In the interest of providing the most relevant search results, Google has put an even heavier focus on local search. Google believes that when they list businesses that are physically within easy reach, they are providing the most useful information to the searcher.
Google Maps and Google Places for Business, with Google Verification demonstrate Google’s commitment to showing the businesses closest to the searcher at the time of search. For a small business owner, this creates opportunities for companies that are savvy enough to adapt their marketing strategy to keep pace with Google.
1. Are you using a local phone number (and fax number) on your website and in all online profiles? 800 numbers provide convenience for your customers but they do not confirm your location.
2. Have you registered with Google Places for Business?
3. Does your Contact Us page clearly list your full street address and include an embedded Google Map? Box numbers or UPS destinations do not establish location. Listing your ‘service area’ and hours of business also establishes you for your area. Has your website’s CMS (ie: WordPress or Joomla!) been set for your time zone?
4. Are you listed in the local chamber or commerce online directory?
5. Are you listed in your local Yellow Pages and/or 411 online directory?
6. Are you providing full descriptions in all your social and online profiles, more or less using all of the space provided in both the basic and enhanced panels? Be sure to include the keywords that searchers will actually use to find you. This is no place to be cute. For example, if your business provides pest control, your description should say “pest control”, not “We remove unwelcome guests.”
7. List your domain-based email accounts (email@example.com) instead of Gmail, Yahoo, MSN/Outlook, etc. Consider moving your website hosting to within 50km of your office to reinforce your locale by IP address.
8. Create complete business pages on Facebook, Google+ and LinkedIn. Publish your full address, local phone number, local fax number and domain-based email address. Be sure to compete the business verification process for Google+.
9. Make references to your location when posting photos on your site, Flickr, Pinterest and Instagram.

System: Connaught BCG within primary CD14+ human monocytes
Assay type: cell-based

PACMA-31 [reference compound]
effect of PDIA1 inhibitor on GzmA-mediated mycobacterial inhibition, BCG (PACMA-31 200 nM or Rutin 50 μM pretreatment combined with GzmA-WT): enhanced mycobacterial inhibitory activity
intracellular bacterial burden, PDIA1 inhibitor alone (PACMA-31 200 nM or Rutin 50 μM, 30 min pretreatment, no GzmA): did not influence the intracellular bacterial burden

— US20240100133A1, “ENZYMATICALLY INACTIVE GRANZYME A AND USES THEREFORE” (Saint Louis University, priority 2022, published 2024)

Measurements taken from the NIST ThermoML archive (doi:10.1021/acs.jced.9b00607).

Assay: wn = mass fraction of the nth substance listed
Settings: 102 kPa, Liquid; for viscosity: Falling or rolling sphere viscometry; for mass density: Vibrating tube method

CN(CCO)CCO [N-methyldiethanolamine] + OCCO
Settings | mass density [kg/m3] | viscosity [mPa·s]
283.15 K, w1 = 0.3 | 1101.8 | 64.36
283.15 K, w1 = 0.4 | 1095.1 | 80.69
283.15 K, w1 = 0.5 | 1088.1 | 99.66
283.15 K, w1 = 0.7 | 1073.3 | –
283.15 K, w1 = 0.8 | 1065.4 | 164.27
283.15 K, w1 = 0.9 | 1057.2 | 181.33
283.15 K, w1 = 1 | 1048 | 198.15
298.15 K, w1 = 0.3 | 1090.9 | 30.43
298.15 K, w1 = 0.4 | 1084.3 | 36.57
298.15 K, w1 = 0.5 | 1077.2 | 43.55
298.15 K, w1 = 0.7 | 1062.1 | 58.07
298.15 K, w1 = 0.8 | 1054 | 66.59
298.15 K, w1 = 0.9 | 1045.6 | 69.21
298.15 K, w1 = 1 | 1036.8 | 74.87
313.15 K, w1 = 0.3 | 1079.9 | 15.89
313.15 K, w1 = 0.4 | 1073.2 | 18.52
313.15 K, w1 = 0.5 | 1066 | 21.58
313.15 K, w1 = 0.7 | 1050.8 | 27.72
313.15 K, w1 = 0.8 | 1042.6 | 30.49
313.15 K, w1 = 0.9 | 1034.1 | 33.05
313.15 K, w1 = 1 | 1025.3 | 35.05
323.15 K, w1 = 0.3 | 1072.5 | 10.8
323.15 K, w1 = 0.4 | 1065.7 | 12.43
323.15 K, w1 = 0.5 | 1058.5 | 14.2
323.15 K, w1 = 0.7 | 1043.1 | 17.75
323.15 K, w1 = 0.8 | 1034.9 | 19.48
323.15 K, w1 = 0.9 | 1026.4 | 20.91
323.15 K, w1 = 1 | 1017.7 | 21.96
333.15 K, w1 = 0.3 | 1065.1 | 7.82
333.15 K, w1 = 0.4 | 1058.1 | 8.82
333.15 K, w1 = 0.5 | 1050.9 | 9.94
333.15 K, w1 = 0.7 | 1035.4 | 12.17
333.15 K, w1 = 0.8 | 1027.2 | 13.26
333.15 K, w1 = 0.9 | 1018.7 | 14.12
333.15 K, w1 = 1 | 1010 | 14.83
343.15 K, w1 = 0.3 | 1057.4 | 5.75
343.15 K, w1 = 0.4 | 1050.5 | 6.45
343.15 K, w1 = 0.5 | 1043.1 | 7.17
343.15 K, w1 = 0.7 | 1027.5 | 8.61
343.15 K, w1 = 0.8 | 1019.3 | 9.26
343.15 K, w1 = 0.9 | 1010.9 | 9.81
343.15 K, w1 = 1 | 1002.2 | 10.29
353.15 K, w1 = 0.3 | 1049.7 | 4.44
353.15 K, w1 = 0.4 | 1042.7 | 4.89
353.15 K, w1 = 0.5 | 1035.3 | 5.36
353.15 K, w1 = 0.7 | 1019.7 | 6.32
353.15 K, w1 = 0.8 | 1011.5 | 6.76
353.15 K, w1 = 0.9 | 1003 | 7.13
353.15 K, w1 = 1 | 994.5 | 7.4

10. Connect with local business owners and include natural contextual links within your content. Don’t just exchange links on a ‘links’ page or in your ‘blogroll’. Here’s how you do it right. If you own a motel, for example, and you have been sending business to the local flyfishing outfitter, why not call up the owners and let them know that you have created a page on your site in the ‘local attractions’ section, featuring their business. Let them know the URL of the page and ask them if there is anything they’d like to change. Ask them if there’s a specific page they’d like you to deep link to. Then asks them to create a page or blog post with contextual deep links to a welcome/landing page on your site.
11. Testimonial and case study pages provide wonderful opportunities for including photos with local references in the file names, titles and Alt tags. You can also include a text reference to the customer’s address. Don’t repeat yourself to the point of being ‘spammy’. When you’re done, let your customer know that you’ve added the testimonial or case study, with a contextual backlink to their website. Hopefully they will reciprocate with a blog mention with a local deep link to the page.
What if our office address is not in the area we’re targeting?
Local search can sometimes work against small businesses that have an address in the suburbs or in a community neighboring their target market.
Please check back to this post for the follow-up post, in which I will address ways around this problem. Subscribe to our RSS feed or email updates to be notified automatically when the post is released.
UPDATE: August 30, 2013 the follow-up past, Recovering from Ranking Losses associated with Local Search, was added.
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